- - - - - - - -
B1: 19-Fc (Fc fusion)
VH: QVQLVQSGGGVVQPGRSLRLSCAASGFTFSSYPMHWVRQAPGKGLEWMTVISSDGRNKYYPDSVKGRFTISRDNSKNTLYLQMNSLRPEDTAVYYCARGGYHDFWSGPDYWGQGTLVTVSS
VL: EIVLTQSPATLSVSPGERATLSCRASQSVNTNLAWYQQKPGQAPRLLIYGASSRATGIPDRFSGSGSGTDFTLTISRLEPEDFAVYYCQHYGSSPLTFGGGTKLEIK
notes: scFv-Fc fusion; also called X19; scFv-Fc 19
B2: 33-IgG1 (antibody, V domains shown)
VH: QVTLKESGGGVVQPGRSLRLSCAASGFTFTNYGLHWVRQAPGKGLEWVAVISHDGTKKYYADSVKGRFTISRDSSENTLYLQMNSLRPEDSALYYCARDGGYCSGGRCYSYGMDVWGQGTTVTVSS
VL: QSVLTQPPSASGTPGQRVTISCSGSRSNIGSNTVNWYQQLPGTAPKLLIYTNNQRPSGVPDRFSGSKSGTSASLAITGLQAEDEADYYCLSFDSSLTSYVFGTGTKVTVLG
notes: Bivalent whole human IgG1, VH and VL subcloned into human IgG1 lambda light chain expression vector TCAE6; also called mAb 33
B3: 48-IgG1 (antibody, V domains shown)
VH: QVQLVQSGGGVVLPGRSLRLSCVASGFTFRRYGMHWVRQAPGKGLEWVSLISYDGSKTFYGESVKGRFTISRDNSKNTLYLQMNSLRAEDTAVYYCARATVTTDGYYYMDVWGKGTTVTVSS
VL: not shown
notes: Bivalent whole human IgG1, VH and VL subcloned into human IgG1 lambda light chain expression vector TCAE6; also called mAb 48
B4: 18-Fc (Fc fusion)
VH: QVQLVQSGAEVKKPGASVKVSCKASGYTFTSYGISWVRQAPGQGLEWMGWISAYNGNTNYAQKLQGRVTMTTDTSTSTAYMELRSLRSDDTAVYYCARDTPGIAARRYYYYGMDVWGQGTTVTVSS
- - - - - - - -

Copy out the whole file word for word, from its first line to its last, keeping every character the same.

B1: 19-Fc (Fc fusion)
VH: QVQLVQSGGGVVQPGRSLRLSCAASGFTFSSYPMHWVRQAPGKGLEWMTVISSDGRNKYYPDSVKGRFTISRDNSKNTLYLQMNSLRPEDTAVYYCARGGYHDFWSGPDYWGQGTLVTVSS
VL: EIVLTQSPATLSVSPGERATLSCRASQSVNTNLAWYQQKPGQAPRLLIYGASSRATGIPDRFSGSGSGTDFTLTISRLEPEDFAVYYCQHYGSSPLTFGGGTKLEIK
notes: scFv-Fc fusion; also called X19; scFv-Fc 19
B2: 33-IgG1 (antibody, V domains shown)
VH: QVTLKESGGGVVQPGRSLRLSCAASGFTFTNYGLHWVRQAPGKGLEWVAVISHDGTKKYYADSVKGRFTISRDSSENTLYLQMNSLRPEDSALYYCARDGGYCSGGRCYSYGMDVWGQGTTVTVSS
VL: QSVLTQPPSASGTPGQRVTISCSGSRSNIGSNTVNWYQQLPGTAPKLLIYTNNQRPSGVPDRFSGSKSGTSASLAITGLQAEDEADYYCLSFDSSLTSYVFGTGTKVTVLG
notes: Bivalent whole human IgG1, VH and VL subcloned into human IgG1 lambda light chain expression vector TCAE6; also called mAb 33
B3: 48-IgG1 (antibody, V domains shown)
VH: QVQLVQSGGGVVLPGRSLRLSCVASGFTFRRYGMHWVRQAPGKGLEWVSLISYDGSKTFYGESVKGRFTISRDNSKNTLYLQMNSLRAEDTAVYYCARATVTTDGYYYMDVWGKGTTVTVSS
VL: not shown
notes: Bivalent whole human IgG1, VH and VL subcloned into human IgG1 lambda light chain expression vector TCAE6; also called mAb 48
B4: 18-Fc (Fc fusion)
VH: QVQLVQSGAEVKKPGASVKVSCKASGYTFTSYGISWVRQAPGQGLEWMGWISAYNGNTNYAQKLQGRVTMTTDTSTSTAYMELRSLRSDDTAVYYCARDTPGIAARRYYYYGMDVWGQGTTVTVSS